Right. Yeah, and I appreciate that perspective. And I think one way to kind of make a judgment call on when it's appropriate to use a modern product versus an old product is, is looking really at what someone's intentions. And I think very often when especially old house purists get really upset is when someone replaces something because they think it's lower maintenance, and a lot of our modern day products, I find to be much higher maintenance. So when someone puts in a vinyl window or a composite deck, you cannot powerwash that composite decking the same way you can with wood that you mentioned that you re-oil. With a vinyl window, once it starts to bow or the the plastic starts to break down, you can't repair it, and so then you have to replace the whole thing. And so that's why I really love old things. That's why you love them. I'm sure most of the people listening are like, yeah, that's also why I like wood is because I can sand it or seal it, or I can, I can fix it. And so I think sometimes some of the modern day products are looked at, with, uh, rightfully so with like, kind of sneer or something is because they end up making things worse down the road, or those products can like they can rot out the entire window frame. And then you now have a whole other situation. So I understand why those are disliked. And I appreciate what you did, because you now still have wood, and you maintain it with an oil, which is also fitting with your home. Even though the wood isn't the same wood, it's a better wood for your needs.

Stacy Grinsfelder  10:48  
I like to think about maintenance in terms of what I have to do. But I also don't intend to leave a problem for someone else. And I think that's maybe the step that sometimes is missed, you know. We're just looking at what's right in front of us and what is going to be easier for us without thinking about the house in the future owners. I mean, I can't make people care about others. I mean, gosh,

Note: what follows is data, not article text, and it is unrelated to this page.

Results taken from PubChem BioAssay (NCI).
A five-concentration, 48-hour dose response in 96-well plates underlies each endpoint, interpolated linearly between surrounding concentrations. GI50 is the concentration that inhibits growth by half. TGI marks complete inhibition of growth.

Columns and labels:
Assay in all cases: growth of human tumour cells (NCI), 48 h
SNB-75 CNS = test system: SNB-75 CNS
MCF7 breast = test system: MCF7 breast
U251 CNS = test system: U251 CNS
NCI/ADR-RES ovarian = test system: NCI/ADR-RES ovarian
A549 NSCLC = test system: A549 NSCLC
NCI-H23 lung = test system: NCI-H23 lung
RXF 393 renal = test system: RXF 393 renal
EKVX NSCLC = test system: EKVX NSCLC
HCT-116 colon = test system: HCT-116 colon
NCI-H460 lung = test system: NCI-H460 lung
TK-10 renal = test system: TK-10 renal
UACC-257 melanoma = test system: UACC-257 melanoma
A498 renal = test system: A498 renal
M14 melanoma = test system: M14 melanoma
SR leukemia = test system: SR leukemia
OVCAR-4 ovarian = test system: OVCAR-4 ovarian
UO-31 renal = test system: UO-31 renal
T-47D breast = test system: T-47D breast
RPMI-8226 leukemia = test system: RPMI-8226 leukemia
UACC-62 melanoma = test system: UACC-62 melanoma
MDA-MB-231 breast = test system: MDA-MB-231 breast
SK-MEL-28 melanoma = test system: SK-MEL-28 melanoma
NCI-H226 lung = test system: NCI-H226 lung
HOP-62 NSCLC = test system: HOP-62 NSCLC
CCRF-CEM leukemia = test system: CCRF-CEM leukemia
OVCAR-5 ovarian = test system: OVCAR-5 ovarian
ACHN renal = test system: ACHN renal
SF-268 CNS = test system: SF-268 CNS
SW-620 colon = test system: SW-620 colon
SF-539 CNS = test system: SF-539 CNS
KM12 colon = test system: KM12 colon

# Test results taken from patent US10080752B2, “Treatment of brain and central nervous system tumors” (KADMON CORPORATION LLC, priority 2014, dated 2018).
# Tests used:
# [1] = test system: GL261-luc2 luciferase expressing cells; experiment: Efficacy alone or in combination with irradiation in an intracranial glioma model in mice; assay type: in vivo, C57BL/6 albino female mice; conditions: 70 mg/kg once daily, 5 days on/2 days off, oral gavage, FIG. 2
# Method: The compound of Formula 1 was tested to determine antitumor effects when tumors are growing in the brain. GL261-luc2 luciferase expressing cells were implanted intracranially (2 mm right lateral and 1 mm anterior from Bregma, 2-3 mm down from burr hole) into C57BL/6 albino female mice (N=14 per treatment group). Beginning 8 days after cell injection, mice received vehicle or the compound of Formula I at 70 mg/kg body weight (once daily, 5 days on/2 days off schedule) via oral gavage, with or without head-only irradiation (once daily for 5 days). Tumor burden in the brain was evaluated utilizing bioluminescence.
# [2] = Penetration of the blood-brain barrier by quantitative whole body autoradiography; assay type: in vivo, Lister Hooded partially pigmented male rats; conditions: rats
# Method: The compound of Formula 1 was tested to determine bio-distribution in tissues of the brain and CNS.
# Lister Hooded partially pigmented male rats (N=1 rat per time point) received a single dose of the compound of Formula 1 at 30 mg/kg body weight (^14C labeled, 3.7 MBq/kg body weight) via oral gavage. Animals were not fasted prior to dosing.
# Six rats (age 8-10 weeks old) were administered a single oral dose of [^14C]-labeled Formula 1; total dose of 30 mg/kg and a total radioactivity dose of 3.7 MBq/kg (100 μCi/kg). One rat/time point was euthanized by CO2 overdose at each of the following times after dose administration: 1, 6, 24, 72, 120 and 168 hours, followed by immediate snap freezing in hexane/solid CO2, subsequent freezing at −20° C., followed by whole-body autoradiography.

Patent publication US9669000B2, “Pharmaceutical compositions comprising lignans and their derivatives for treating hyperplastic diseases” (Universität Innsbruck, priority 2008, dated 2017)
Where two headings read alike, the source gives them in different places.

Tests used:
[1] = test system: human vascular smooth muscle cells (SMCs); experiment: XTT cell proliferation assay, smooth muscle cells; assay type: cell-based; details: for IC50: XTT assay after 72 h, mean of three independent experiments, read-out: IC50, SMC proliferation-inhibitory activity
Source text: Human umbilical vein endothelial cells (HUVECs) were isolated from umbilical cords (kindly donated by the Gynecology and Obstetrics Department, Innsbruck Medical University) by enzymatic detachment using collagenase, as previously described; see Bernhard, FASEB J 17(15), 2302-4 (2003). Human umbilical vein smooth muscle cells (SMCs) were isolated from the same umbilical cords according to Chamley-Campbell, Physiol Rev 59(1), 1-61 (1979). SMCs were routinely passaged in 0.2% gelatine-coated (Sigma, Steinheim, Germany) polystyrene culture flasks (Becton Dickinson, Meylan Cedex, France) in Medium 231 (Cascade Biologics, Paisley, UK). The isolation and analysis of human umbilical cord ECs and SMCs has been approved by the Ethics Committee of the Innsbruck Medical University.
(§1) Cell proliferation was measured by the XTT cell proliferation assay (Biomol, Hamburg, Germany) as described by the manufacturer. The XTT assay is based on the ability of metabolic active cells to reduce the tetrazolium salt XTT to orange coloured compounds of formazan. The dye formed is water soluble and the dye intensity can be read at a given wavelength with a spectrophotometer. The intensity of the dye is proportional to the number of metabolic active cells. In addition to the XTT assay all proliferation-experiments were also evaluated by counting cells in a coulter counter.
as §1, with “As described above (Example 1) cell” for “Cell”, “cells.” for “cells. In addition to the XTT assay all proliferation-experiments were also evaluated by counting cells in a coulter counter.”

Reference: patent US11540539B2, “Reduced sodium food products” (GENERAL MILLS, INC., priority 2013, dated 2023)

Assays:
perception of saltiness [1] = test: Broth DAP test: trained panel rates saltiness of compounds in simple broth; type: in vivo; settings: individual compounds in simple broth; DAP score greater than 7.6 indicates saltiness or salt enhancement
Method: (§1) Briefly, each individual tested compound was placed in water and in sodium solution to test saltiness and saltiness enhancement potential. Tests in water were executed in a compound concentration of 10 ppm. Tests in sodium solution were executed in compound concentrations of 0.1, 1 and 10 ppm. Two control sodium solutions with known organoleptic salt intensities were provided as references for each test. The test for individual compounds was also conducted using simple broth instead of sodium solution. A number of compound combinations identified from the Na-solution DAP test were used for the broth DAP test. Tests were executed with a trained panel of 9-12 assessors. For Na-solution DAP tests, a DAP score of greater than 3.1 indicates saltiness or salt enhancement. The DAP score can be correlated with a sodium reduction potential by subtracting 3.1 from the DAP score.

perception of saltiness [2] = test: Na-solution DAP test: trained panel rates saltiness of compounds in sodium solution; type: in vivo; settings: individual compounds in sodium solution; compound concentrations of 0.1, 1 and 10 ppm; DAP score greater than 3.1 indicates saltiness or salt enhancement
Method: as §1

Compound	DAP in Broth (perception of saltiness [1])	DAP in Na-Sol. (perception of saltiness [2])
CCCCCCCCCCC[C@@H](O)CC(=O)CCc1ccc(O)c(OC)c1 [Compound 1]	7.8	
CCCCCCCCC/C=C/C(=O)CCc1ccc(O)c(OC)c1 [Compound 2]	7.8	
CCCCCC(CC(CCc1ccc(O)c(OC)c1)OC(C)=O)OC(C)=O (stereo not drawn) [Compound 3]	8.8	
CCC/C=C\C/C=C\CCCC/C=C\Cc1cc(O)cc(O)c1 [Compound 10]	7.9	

Ashley  11:14  
We can try 

Stacy Grinsfelder  11:14  
That;s right. Yeah, we can try. But I guess when I'm thinking about what's best for the house, I'm also thinking about helping other the future owners make wise decisions, too. I'm a little worried about my floors here. I usee Rubio Monocoat, which is really a different product than most people would use. Most people would use polyurethane. So I do every now and then get a little bit, you know, anxious and hand-wringy over how somebody might, what they might think about the floor. They might not realize what it is, and they might try to put poly over it, or they might clean it with something harsh. And so I'm not moving anytime soon, but I'm already planning my endgame like, Alright, I'm going to leave a little folder, and it's going to talk about Rubio, and they can make their own decisions about how they want to handle it, but as long as they know what's on it, they can at least maintain it properly.

Stacy Grinsfelder  11:27  
I'm not planning on moving anytime soon, either. But I also have a binder ready to go for when someone comes in. And they have all the products and they have all of the receipts, and they know everything that's in there. But you can bet that I'm going to spend a lot of time like making the list of how to take care of my house, which I'll have a hard time not calling at my house when the time comes. But